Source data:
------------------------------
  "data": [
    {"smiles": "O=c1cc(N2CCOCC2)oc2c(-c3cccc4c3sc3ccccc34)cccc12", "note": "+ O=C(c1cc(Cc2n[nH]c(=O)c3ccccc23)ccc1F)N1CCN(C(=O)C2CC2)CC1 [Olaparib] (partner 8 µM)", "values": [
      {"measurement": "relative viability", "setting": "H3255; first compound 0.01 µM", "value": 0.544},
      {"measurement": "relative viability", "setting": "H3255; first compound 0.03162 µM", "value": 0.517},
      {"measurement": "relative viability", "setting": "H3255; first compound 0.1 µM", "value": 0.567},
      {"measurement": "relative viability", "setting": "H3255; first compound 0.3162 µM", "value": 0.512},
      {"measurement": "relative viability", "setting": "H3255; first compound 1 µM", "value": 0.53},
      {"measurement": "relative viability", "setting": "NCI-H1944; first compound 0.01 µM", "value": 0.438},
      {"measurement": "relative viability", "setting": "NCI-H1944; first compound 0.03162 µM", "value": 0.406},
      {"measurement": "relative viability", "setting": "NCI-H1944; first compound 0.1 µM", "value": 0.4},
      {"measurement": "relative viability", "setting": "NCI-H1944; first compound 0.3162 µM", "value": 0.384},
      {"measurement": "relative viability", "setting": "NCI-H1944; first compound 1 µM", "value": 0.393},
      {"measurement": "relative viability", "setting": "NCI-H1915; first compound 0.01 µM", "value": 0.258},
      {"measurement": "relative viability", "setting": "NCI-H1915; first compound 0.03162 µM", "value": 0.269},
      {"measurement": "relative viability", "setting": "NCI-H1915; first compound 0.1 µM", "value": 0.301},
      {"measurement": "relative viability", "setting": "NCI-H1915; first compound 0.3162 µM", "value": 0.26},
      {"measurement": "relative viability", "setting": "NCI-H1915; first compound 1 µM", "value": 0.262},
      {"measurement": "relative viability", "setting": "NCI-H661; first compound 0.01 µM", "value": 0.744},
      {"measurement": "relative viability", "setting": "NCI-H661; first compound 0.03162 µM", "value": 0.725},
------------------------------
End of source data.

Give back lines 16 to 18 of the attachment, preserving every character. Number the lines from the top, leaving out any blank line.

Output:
      {"measurement": "relative viability", "setting": "NCI-H1915; first compound 0.3162 µM", "value": 0.26},
      {"measurement": "relative viability", "setting": "NCI-H1915; first compound 1 µM", "value": 0.262},
      {"measurement": "relative viability", "setting": "NCI-H661; first compound 0.01 µM", "value": 0.744},